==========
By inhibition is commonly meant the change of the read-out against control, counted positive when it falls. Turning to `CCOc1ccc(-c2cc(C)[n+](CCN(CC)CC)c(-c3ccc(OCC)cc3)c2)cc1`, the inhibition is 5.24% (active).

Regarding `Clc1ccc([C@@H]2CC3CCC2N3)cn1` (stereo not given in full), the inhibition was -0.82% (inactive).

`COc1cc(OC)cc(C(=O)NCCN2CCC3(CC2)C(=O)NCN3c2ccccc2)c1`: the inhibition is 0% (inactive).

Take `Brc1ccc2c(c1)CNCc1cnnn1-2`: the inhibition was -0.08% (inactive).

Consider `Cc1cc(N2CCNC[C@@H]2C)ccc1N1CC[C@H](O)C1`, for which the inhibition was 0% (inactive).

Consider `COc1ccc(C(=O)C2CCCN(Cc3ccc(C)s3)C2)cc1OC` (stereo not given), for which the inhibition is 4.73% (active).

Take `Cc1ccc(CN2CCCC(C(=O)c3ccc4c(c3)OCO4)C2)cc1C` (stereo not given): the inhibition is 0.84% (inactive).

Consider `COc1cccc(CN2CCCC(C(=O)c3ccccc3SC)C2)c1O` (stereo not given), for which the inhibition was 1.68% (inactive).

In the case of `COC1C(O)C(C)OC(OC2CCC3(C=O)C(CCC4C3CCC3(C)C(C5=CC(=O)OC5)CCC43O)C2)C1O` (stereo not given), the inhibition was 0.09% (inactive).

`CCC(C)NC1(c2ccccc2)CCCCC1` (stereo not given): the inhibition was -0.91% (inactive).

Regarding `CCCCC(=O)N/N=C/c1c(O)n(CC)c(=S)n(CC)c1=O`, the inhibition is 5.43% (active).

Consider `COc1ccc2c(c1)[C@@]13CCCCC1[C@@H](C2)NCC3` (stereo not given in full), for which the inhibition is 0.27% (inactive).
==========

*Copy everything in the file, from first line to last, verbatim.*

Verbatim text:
By inhibition is commonly meant the change of the read-out against control, counted positive when it falls. Turning to `CCOc1ccc(-c2cc(C)[n+](CCN(CC)CC)c(-c3ccc(OCC)cc3)c2)cc1`, the inhibition is 5.24% (active).

Regarding `Clc1ccc([C@@H]2CC3CCC2N3)cn1` (stereo not given in full), the inhibition was -0.82% (inactive).

`COc1cc(OC)cc(C(=O)NCCN2CCC3(CC2)C(=O)NCN3c2ccccc2)c1`: the inhibition is 0% (inactive).

Take `Brc1ccc2c(c1)CNCc1cnnn1-2`: the inhibition was -0.08% (inactive).

Consider `Cc1cc(N2CCNC[C@@H]2C)ccc1N1CC[C@H](O)C1`, for which the inhibition was 0% (inactive).

Consider `COc1ccc(C(=O)C2CCCN(Cc3ccc(C)s3)C2)cc1OC` (stereo not given), for which the inhibition is 4.73% (active).

Take `Cc1ccc(CN2CCCC(C(=O)c3ccc4c(c3)OCO4)C2)cc1C` (stereo not given): the inhibition is 0.84% (inactive).

Consider `COc1cccc(CN2CCCC(C(=O)c3ccccc3SC)C2)c1O` (stereo not given), for which the inhibition was 1.68% (inactive).

In the case of `COC1C(O)C(C)OC(OC2CCC3(C=O)C(CCC4C3CCC3(C)C(C5=CC(=O)OC5)CCC43O)C2)C1O` (stereo not given), the inhibition was 0.09% (inactive).

`CCC(C)NC1(c2ccccc2)CCCCC1` (stereo not given): the inhibition was -0.91% (inactive).

Regarding `CCCCC(=O)N/N=C/c1c(O)n(CC)c(=S)n(CC)c1=O`, the inhibition is 5.43% (active).

Consider `COc1ccc2c(c1)[C@@]13CCCCC1[C@@H](C2)NCC3` (stereo not given in full), for which the inhibition is 0.27% (inactive).